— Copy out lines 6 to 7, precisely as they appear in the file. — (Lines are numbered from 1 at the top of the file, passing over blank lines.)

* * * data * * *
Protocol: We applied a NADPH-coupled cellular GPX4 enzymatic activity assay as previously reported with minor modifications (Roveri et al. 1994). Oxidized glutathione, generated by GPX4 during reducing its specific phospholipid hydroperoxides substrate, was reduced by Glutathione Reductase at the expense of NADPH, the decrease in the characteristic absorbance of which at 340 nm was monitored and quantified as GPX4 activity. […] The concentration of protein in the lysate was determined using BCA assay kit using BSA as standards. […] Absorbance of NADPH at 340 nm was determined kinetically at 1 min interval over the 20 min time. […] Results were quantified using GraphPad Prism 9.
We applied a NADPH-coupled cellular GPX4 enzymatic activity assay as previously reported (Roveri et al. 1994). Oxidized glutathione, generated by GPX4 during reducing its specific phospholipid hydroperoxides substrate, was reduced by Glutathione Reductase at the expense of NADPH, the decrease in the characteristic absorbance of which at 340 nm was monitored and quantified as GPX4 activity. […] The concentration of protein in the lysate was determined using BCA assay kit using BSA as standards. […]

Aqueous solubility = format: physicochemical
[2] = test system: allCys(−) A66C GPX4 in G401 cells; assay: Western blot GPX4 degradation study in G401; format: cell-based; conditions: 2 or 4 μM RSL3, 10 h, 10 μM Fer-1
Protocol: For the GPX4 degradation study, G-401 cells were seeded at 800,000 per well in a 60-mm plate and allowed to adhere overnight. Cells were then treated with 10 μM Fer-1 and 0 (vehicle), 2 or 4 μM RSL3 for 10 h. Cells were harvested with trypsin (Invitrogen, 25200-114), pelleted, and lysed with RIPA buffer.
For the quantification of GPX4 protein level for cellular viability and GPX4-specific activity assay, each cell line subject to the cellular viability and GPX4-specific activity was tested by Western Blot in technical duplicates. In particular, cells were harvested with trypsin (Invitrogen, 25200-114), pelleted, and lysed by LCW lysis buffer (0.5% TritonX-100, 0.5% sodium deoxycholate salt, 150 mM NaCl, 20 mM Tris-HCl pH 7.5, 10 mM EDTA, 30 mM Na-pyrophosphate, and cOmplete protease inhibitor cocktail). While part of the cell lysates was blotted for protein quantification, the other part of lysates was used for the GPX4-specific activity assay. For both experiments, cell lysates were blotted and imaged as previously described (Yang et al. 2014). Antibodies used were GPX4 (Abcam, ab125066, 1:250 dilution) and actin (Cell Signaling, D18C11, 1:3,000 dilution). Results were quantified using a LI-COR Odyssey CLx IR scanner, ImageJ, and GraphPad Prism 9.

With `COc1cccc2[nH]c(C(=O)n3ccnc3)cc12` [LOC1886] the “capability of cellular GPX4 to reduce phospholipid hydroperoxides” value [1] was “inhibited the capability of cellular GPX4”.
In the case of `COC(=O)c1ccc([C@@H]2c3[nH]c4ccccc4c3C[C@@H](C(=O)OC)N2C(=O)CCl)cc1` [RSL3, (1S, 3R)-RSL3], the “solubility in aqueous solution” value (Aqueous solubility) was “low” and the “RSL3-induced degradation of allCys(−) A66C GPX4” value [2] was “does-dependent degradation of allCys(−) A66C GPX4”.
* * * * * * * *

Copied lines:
For the quantification of GPX4 protein level for cellular viability and GPX4-specific activity assay, each cell line subject to the cellular viability and GPX4-specific activity was tested by Western Blot in technical duplicates. In particular, cells were harvested with trypsin (Invitrogen, 25200-114), pelleted, and lysed by LCW lysis buffer (0.5% TritonX-100, 0.5% sodium deoxycholate salt, 150 mM NaCl, 20 mM Tris-HCl pH 7.5, 10 mM EDTA, 30 mM Na-pyrophosphate, and cOmplete protease inhibitor cocktail). While part of the cell lysates was blotted for protein quantification, the other part of lysates was used for the GPX4-specific activity assay. For both experiments, cell lysates were blotted and imaged as previously described (Yang et al. 2014). Antibodies used were GPX4 (Abcam, ab125066, 1:250 dilution) and actin (Cell Signaling, D18C11, 1:3,000 dilution). Results were quantified using a LI-COR Odyssey CLx IR scanner, ImageJ, and GraphPad Prism 9.

With `COc1cccc2[nH]c(C(=O)n3ccnc3)cc12` [LOC1886] the “capability of cellular GPX4 to reduce phospholipid hydroperoxides” value [1] was “inhibited the capability of cellular GPX4”.